Chrissie Wellington may not be a household name but in the world of triathletes she’s one of the best ever. She’s a four time World Ironman Champion (2007, 2008, 2009 and 2011). Wellington came to the sport in her late 20s and won the World Championship less than a year after turning professional.
In her book, A Life Without Limits, Wellington talks about the challenges she faced when she started to have professional coaching. In order to reach her potential, she had to do two things:
- Stop trying to outthink her coach.
- Run the race according to his plan.
The shift in mindset worked and Wellington often finishes in the top ten of any distance triathlon she enters. That’s the top ten of all entrants, including the men.
As a veteran of one 5K race, I’m slightly behind Wellington in terms of skill and experience. But I do know what it’s like to be at the starting line.
As soon as the gun goes off, you are in a mass of runners of all different skills. It is very tempting to let your competitive juices make you run faster than you should. You’ve trained for weeks at a certain pace and now you’re throwing it out the window.
This is a mistake as you will likely burn out at the faster than expected pace. Some may not even reach the finish line.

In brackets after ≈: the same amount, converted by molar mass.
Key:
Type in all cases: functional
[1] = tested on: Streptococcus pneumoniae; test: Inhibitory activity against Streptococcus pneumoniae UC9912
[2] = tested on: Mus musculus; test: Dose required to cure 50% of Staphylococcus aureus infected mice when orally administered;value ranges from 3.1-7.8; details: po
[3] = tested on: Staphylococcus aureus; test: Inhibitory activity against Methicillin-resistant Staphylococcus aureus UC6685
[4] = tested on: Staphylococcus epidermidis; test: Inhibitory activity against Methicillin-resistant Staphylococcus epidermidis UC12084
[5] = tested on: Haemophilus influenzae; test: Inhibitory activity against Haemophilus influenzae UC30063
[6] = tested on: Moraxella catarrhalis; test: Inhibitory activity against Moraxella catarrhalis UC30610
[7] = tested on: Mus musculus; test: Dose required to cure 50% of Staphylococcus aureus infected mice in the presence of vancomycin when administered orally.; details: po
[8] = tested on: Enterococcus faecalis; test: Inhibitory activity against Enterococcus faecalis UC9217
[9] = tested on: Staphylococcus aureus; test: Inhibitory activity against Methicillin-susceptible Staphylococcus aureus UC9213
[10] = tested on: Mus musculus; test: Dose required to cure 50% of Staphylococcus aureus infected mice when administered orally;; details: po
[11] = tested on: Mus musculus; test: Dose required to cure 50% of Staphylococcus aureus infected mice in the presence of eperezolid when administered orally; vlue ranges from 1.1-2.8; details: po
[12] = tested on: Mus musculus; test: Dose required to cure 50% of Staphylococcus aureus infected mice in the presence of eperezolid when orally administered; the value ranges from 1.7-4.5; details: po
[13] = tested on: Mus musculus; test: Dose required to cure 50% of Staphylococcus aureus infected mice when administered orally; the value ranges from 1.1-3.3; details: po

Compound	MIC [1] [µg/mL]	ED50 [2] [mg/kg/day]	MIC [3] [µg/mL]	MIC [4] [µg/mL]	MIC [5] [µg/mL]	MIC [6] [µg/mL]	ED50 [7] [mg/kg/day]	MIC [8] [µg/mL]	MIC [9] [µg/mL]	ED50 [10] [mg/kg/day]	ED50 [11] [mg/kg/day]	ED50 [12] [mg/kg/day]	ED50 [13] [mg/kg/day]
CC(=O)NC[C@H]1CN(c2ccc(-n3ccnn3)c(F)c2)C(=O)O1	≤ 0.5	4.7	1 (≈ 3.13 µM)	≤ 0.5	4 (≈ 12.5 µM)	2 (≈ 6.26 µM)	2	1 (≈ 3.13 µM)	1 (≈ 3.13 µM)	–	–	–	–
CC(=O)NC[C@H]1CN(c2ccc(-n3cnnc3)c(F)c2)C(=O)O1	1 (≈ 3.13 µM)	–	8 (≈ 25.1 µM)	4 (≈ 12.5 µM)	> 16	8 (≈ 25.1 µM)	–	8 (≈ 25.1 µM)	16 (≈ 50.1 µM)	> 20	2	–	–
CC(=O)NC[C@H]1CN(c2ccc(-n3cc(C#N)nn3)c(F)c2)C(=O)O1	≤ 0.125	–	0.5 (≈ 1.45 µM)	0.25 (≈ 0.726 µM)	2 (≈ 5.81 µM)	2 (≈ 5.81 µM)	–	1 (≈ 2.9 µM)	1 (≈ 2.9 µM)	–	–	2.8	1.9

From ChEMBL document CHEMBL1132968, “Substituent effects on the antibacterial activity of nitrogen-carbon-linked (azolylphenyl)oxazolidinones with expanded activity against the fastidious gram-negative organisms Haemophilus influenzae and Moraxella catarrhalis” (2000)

In order to succeed, you have to run your race, at your pace. This takes tremendous discipline and dedication to your plan.
In the workplace, you may have a plan but will you stick to it? There will be distractions that come up. Will you allow them to undermine your plan?
Will you allow the actions of your competitors to influence your race? In business, your competition may be discounting its product below the rate where you feel comfortable matching. Do you try to match their pace or stick with your instincts? A bargain basement sale may be a company’s first step toward liquidation. Remember, starting fast does not mean you end the race first.
Finally, do you give your competitors so much power over you that you follow every step that they take? Is your road to success being paved by someone else? Does it make more sense to Clear the Path of these distractions and believe in your plan instead? Run your race….